From: T.M. Schoewe
Another Thanksgiving Day has passed. Do you remember when you were growing up your grandparents sent you a few dollars, maybe it was a five spot, and your folks asked you to send a “Thank you” letter? Days later they asked if you sent your thanks and you had not. So you were reminded again and again, and finally you got a round-to-it. You can buy or make a “round-to-it.” It can be a nice thing to have in your pocket to help you think of those things you should do or give thanks for.
And so it seems we have to learn the practice of “thanksgiving.” And once that happens, you will get the good feeling that comes with anticipating thanksgiving and looking back when it has passed, reflecting on a festive meal in solemn gratitude for our country and the Good News that came into the flesh many years ago, Who gives us our “daily bread,” our family and friends, and our church which reminds us to be generous to and grateful for our neighbor. And who is our neighbor? A neighbor is someone nearby, wherever you are.
We pause here to note this faith and practice comes to us through God’s people and permeates the Psalms which are in the center of your Bible. The Psalms are full of praise and thanksgiving for creation and the CREATOR. It is so central to our faith that nature itself is described as joining in with the songs (psalms), the hymns of praise and thanksgiving where we hear “the floods clap theirs hands, the sea roars, the fields exult and the trees of the forest sing for joy.” The psalms tell us the creation is good, and though fallen due to man‚s doubt in the garden, it is good and its abundance is a sign of God’s abundant goodness. So when one looks at creation one sees something of the Creator.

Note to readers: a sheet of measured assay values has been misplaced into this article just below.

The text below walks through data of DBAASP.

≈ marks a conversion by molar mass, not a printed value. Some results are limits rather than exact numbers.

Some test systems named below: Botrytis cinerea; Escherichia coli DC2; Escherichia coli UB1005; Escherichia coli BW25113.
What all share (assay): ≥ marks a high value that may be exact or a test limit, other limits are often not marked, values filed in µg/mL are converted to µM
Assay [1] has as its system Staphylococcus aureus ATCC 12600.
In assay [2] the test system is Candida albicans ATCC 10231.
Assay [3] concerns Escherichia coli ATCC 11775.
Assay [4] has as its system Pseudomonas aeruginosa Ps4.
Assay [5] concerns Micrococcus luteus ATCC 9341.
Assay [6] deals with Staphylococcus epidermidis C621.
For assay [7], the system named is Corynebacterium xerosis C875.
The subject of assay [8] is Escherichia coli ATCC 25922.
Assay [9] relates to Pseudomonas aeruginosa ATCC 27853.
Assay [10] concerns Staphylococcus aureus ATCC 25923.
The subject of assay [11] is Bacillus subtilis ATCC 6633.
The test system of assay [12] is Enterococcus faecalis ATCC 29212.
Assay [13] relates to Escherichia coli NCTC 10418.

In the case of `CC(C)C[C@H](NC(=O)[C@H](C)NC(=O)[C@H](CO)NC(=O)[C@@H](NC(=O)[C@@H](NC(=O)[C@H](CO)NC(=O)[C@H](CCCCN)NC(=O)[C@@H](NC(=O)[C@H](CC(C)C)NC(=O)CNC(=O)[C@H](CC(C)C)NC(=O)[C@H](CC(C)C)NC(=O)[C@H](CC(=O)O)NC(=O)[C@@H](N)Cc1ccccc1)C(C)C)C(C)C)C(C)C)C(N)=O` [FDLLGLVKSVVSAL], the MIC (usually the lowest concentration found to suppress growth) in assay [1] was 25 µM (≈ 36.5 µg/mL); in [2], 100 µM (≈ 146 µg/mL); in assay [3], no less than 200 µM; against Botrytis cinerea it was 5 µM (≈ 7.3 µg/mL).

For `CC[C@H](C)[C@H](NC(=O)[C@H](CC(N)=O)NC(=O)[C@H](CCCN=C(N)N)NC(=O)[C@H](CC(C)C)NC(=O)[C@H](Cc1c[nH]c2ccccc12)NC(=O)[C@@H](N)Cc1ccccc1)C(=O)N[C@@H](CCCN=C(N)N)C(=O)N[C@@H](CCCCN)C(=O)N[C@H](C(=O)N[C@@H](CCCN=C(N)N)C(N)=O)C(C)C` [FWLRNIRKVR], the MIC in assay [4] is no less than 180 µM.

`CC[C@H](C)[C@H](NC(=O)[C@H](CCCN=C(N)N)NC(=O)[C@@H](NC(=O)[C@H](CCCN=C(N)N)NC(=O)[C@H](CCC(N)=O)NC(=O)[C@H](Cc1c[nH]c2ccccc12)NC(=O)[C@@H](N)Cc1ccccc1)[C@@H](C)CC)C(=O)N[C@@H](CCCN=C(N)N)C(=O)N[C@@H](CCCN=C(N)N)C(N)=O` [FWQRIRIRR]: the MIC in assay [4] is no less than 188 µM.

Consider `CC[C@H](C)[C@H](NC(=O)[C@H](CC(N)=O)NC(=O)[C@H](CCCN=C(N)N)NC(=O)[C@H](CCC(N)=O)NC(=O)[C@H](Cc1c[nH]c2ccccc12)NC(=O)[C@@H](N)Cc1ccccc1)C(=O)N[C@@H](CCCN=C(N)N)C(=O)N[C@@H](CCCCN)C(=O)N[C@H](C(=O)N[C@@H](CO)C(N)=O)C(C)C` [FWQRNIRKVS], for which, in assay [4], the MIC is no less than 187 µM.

And here we discover that we are to have „dominion‰ over creation. In language of today that is “stewardship.” We hear about that in churches this time of year and it‚s mostly about money. But it is more than that! Look at what we have done in our dominion of the earth! Polluted, cluttered, depleted and poisoned the earth, water and air. We have had the hottest summer, destructive forest fires and one of the worst droughts in history. Yet not one presidential candidate mentioned or suggested what to do! As responsible stewards we need to speak the truth. As human beings that have been given a wonderful paradise from our Creator, it is our business to speak out, and to do so out of thanksgiving and for the sake of our children, so that they may see the same goodness in creation and God’s abundant goodness in their lives.
Aging deepens our gratitude down through the years and it calls us to the outdoors, to the simple things, to love the plain world, the stones and wood, air and H2O. Just witnessing nature and experiencing the world around us is a glorious thing; so is hearing, feeling and tasting. It is no wonder we sing in thanksgiving, “now thank we all our God, with hearts and hands and voices.” This is most certainly true!
P.S. Aging is another opportunity to practice gratitude and to share your gifts with “the least of these” of whom the Lord spoke.